KBB Editors' Overview
By KBB.com Editors
- Updated Date: 5/6/2009
You'll Like This Car If...
It is a good time to be an entry-level car buyer. At one time saving money on your new-car purchase meant settling for subpar comfort, safety and style. If you need proof that those days are over, just look at the
2009 Nissan Cube. Despite a starting price under $15,000, the Cube offers a host of advanced safety features, a roomy five-passenger interior, an impressive standard equipment list and a bevy of high-end options and accessories. Maybe the most striking aspect of the Nissan Cube is its design. Blocky car design is nothing new, but risky features like an asymmetrical rear end, modern iPod-like lines and an intense attention to details help the Cube stand apart from the other slickly-styled economy
wagons out there.
You May Not Like This Car If...
You'll like the
Nissan Cube if you need modestly priced transportation but also have a keen eye for design. At this price it's hard to find a more stylish, if somewhat polarizing, design than the Nissan Cube. Fashion-conscious buyers will also like the wide variety of accessories available for the Cube.
What's New for 2009
You may not like the Nissan Cube if maximum fuel economy is your top concern. Other entry-level cars - or example, the
Honda Fit and
Nissan Versa - deliver better economy at a similar price. Also, the Cube's blocky asymmetrical shape may not suit everyone's taste.
2009 Nissan Cube may seem like a late comer to the square-car game, but it has actually been on sale in Japan since 1998, preceding the boxy
Scion xB and Honda Element. The version America gets is the third-generation Cube, which is bigger and more refined for international consumption.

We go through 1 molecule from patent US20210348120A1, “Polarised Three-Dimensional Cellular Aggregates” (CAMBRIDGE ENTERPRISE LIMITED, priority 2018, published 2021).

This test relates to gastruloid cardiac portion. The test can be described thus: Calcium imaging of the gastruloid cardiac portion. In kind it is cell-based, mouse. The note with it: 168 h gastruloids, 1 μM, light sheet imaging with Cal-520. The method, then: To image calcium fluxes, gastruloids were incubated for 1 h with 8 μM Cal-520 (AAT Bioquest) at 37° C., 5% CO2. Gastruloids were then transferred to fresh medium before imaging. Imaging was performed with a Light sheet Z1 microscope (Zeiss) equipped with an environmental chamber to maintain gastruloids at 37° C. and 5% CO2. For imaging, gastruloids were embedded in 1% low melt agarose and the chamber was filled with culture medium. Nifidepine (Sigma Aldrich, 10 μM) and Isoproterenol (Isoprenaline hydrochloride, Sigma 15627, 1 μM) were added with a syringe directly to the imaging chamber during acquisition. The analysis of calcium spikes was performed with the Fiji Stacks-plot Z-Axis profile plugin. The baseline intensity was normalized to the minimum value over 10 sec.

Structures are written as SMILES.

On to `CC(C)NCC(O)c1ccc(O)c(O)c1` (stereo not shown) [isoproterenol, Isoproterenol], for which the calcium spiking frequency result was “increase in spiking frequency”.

The 2009 Nissan Cube's road manners could best be described as inoffensive. There is acceptable power when accelerating, the steering is reasonably light and responsive and the suspension delivers a supple ride even over broken stretches of pavement. Driving enthusiasts won't find much to get excited about, but as daily transportation the Cube works great. At freeway speeds, wind noise is noticeable, but no worse than one would expect of a car in the Cube's price range. Minor quibbles aside, the Nissan Cube excels at providing a pleasant ride, especially within the narrow confines of an urban environment where its tight turning radius, compact dimensions and optional rear parking sensors make the Cube maneuverable and easy to park.
Making a strong impression with your looks is good, but doing so without spending a fortune is great. Love it or hate it, the Nissan Cube provides an undoubtedly eye-catching design at a price almost any car buyer can afford.
With only a cursory glance one might overlook the unique form of the Cube's headliner. Even though a flat headliner would have been perfectly acceptable, Nissan's designers decided to simulate the ripples created by dropping a pebble in water. The result is an interesting conversation piece and an indicator of Nissan's commendable attention to detail.
Inside, the Cube's designers clearly put efforts into creating a unique and stylish space. Rounded shapes, interesting textures and a headliner and speaker covers that recall the ripples caused by dropping a pebble in a lake create a cabin that exudes high fashion. Aesthetics aside, the five-passenger Cube makes the most of its compact exterior dimension with an impressively roomy interior. Head and shoulder room is ample in all seating positions. Leg room is good too, especially in the rear seats, which recline and slide several inches fore and aft, helping balance the space requirements of passengers and cargo.